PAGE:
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NCO scores resilience through football

Football

Staff Sgt. Michael Clark, 92nd Air Refueling Wing Command Post emergency controller, became a fan of professional football in 2004. It was because of his interest in football that he started playing a popular football video game. playing it has aided him in having a goal-oriented mindset. Something that can help with his daily Command Post duties of answering the phone, flight following, notifying commanders of information from other agencies, operating the ‘Giant Voice’ notification system and other duties.(U.S. Air Force photo/ Senior Airman Sean Campbell)

Football

Staff Sgt. Michael Clark, 92nd Air Refueling Wing Command Post emergency controller, works at a computer at Fairchild Air Force Base, Washington, December 15, 2017.His daily CP duties consist of answering the phone, flight following, notifying commanders of information from other agencies, operating the ‘Giant Voice’ notification system and other duties.(U.S. Air Force photo/ Senior Airman Sean Campbell)

FAIRCHILD AIR FORCE BASE, Wash -- Airmen all use different ways to stay resilient. Some Airmen do crafts, some Airmen play a sport and some Airmen play video games.

For Staff Sgt. Michael Clark, 92nd Air Refueling Wing Command Post emergency controller, he plays a popular football video game competitively and has had quite the success with it recently. He won first place during a regional football video game tournament in Seattle and will move on to compete in the national tournament Jan. 27 and 28 in Orlando, Florida to compete against 31 other players.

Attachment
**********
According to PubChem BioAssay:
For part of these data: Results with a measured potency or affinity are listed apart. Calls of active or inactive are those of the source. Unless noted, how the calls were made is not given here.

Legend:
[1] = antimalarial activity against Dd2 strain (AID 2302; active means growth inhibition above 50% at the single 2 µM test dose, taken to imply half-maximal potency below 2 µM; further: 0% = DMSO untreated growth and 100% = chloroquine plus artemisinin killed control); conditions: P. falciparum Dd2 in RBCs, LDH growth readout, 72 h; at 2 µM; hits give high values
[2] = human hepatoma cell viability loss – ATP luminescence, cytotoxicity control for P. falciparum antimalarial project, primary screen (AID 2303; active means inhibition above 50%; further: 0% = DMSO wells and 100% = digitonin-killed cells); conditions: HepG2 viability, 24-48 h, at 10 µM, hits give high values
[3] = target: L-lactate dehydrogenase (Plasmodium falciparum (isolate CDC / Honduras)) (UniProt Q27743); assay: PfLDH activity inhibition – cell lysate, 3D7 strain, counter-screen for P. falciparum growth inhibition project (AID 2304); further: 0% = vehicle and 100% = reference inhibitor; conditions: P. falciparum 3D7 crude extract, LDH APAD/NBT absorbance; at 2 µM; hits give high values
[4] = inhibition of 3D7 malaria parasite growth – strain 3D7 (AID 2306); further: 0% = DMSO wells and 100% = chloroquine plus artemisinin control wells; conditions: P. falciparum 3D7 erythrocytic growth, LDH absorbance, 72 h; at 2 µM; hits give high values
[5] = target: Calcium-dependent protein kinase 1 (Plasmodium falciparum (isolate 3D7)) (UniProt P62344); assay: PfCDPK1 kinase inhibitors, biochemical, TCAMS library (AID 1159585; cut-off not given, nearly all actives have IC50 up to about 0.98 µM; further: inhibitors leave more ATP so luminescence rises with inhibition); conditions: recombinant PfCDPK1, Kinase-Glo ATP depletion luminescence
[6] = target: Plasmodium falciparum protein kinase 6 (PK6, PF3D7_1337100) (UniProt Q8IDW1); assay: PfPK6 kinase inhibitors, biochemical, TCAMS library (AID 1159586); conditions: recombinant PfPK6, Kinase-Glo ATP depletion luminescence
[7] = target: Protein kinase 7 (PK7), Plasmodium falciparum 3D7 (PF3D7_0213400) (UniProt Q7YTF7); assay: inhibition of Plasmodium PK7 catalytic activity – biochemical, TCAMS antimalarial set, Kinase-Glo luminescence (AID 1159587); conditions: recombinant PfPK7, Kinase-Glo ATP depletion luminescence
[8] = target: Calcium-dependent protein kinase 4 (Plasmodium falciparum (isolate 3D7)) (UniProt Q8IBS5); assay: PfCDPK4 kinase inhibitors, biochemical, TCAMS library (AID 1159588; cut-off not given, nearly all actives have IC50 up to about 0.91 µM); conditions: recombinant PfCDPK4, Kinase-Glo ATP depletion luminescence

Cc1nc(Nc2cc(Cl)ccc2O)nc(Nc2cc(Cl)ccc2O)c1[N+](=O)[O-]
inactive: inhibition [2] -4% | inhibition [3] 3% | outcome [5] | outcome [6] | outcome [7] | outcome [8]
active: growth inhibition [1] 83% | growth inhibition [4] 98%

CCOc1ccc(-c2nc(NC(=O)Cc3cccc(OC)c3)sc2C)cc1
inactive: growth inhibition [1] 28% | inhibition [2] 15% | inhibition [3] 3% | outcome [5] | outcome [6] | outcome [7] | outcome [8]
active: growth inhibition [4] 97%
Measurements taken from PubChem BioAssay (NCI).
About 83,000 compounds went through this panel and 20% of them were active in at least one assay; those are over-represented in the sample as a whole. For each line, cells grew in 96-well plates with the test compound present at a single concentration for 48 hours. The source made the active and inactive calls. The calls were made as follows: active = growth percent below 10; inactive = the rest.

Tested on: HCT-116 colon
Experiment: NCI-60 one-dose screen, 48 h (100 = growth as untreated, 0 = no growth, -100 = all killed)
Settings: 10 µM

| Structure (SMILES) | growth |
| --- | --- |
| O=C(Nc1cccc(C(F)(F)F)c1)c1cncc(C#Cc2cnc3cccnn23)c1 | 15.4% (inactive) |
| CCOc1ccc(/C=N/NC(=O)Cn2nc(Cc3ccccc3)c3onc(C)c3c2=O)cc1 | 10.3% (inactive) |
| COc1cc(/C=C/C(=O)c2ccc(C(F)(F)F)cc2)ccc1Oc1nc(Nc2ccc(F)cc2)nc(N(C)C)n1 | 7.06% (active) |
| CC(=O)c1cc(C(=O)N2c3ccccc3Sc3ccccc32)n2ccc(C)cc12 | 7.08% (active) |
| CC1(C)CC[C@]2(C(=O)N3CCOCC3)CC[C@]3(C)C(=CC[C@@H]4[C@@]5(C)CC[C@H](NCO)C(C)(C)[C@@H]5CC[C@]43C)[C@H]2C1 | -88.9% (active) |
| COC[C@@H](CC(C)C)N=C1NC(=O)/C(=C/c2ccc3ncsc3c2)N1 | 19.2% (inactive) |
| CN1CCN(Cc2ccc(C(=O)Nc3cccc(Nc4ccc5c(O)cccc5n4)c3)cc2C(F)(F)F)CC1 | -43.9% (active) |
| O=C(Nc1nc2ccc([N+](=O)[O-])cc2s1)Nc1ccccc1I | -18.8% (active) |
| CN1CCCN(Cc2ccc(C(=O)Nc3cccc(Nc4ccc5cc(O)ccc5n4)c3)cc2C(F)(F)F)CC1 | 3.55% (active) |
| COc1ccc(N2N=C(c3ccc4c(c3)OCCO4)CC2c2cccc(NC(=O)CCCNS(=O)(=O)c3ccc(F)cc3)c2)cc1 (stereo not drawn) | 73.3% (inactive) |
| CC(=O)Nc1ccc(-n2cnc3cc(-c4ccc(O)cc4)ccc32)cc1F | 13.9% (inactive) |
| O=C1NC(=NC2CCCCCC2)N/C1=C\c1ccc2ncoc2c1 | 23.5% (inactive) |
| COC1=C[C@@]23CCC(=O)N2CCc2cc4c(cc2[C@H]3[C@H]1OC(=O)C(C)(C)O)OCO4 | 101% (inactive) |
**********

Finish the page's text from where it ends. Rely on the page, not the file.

“Playing the game helps me stay resilient by making me more goal-oriented. Being able to have success at something you like to do helps when it comes to setting up goals for everything else,” Clark said. “My unit allows me the time to go and compete in these events. Their support is what allows me to succeed in this avenue.”

Clark became a fan of professional football in 2004. It was because of his interest in football that he started playing the video game and it has aided him in having a goal-oriented mindset, something that helps with his daily CP duties of answering the phone, flight following, notifying commanders of information from other agencies, operating the ‘Giant Voice’ notification system and other duties.

Air Mobility Command relies on the resilience, capability and determination of its Airmen to continue to be successful. In order to have highly-skilled Airmen, education, skills and support systems must be readily available.

"It is important for all of us as humans to know others and to be known by others, it’s a part of how we exist on this earth,” said Maj. Shawn Bishop, 92nd Air Refueling Wing chaplain. “It isn’t about how many people we know, or know us; but it is about knowing others and being known by other people, and at a fairly deep level, which supports our overall health and well being. It's part of life."

Resilience can come from many different avenues. Airmen and their families are considered to be AMC’s greatest strength and its strongest advocate. Their development and care is essential to the execution of Rapid Global Mobility…now. Every Airman and their families are highly encouraged to find things to keep them resilient.

For more information on resiliency, contact the chaplain at 247-2264 or if you are interested in taking on a new hobby to become resilient, contact Outdoor Recreation for the services they provide at 247-5920.